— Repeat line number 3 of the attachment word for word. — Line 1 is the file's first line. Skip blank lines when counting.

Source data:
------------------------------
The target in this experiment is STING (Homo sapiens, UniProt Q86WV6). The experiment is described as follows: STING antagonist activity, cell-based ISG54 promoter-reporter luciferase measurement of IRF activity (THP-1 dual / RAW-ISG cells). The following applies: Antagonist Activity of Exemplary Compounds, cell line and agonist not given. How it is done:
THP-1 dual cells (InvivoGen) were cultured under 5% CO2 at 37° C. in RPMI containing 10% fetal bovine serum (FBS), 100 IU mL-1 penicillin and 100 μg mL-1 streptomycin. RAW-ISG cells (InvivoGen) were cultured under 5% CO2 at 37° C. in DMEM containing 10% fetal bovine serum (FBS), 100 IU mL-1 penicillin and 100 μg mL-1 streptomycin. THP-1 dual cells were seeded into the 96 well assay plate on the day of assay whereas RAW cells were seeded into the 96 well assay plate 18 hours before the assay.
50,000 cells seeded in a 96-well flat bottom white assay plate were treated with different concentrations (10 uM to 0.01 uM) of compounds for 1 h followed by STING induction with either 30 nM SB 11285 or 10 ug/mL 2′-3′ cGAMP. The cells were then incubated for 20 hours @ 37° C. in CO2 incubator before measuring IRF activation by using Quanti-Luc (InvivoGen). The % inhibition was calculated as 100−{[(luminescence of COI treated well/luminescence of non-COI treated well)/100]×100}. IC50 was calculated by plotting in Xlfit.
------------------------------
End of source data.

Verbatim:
50,000 cells seeded in a 96-well flat bottom white assay plate were treated with different concentrations (10 uM to 0.01 uM) of compounds for 1 h followed by STING induction with either 30 nM SB 11285 or 10 ug/mL 2′-3′ cGAMP. The cells were then incubated for 20 hours @ 37° C. in CO2 incubator before measuring IRF activation by using Quanti-Luc (InvivoGen). The % inhibition was calculated as 100−{[(luminescence of COI treated well/luminescence of non-COI treated well)/100]×100}. IC50 was calculated by plotting in Xlfit.